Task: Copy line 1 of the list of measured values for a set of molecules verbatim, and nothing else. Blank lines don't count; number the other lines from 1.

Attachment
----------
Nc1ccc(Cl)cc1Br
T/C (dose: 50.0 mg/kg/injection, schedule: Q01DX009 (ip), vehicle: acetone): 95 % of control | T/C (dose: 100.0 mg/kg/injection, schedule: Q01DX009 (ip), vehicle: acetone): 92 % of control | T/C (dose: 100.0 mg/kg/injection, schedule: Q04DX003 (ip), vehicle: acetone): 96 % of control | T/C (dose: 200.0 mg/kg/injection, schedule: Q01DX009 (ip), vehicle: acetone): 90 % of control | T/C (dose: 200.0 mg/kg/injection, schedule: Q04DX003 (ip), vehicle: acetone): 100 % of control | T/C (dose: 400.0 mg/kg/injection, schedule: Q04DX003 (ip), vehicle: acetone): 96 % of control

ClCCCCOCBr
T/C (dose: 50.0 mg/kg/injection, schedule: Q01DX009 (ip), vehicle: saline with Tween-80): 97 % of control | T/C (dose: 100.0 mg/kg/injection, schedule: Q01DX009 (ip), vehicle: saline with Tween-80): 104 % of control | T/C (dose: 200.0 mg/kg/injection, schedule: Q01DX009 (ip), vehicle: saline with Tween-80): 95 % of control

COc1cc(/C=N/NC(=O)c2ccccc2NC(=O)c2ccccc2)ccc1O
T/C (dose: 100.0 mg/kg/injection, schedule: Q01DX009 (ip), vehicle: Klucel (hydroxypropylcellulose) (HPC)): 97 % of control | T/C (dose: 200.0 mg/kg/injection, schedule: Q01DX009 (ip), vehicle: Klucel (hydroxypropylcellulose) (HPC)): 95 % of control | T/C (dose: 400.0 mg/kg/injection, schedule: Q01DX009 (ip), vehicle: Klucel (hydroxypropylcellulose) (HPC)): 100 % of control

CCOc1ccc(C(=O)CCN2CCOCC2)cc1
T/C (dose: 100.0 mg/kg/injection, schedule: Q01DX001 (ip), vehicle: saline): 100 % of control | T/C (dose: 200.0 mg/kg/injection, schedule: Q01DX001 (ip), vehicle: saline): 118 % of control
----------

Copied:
Nc1ccc(Cl)cc1Br